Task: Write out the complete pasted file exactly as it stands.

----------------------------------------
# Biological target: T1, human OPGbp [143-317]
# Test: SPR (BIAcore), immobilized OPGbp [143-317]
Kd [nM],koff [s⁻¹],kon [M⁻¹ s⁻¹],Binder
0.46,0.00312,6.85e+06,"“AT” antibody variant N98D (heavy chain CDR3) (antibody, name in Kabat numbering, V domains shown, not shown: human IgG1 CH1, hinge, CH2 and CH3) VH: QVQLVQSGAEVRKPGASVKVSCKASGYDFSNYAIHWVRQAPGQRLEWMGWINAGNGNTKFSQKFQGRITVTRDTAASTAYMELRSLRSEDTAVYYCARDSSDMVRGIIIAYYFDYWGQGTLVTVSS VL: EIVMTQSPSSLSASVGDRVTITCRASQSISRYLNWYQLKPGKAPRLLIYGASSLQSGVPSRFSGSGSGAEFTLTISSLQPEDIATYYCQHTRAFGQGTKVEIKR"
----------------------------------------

# Biological target: T1, human OPGbp [143-317]
# Test: SPR (BIAcore), immobilized OPGbp [143-317]
Kd [nM],koff [s⁻¹],kon [M⁻¹ s⁻¹],Binder
0.46,0.00312,6.85e+06,"“AT” antibody variant N98D (heavy chain CDR3) (antibody, name in Kabat numbering, V domains shown, not shown: human IgG1 CH1, hinge, CH2 and CH3) VH: QVQLVQSGAEVRKPGASVKVSCKASGYDFSNYAIHWVRQAPGQRLEWMGWINAGNGNTKFSQKFQGRITVTRDTAASTAYMELRSLRSEDTAVYYCARDSSDMVRGIIIAYYFDYWGQGTLVTVSS VL: EIVMTQSPSSLSASVGDRVTITCRASQSISRYLNWYQLKPGKAPRLLIYGASSLQSGVPSRFSGSGSGAEFTLTISSLQPEDIATYYCQHTRAFGQGTKVEIKR"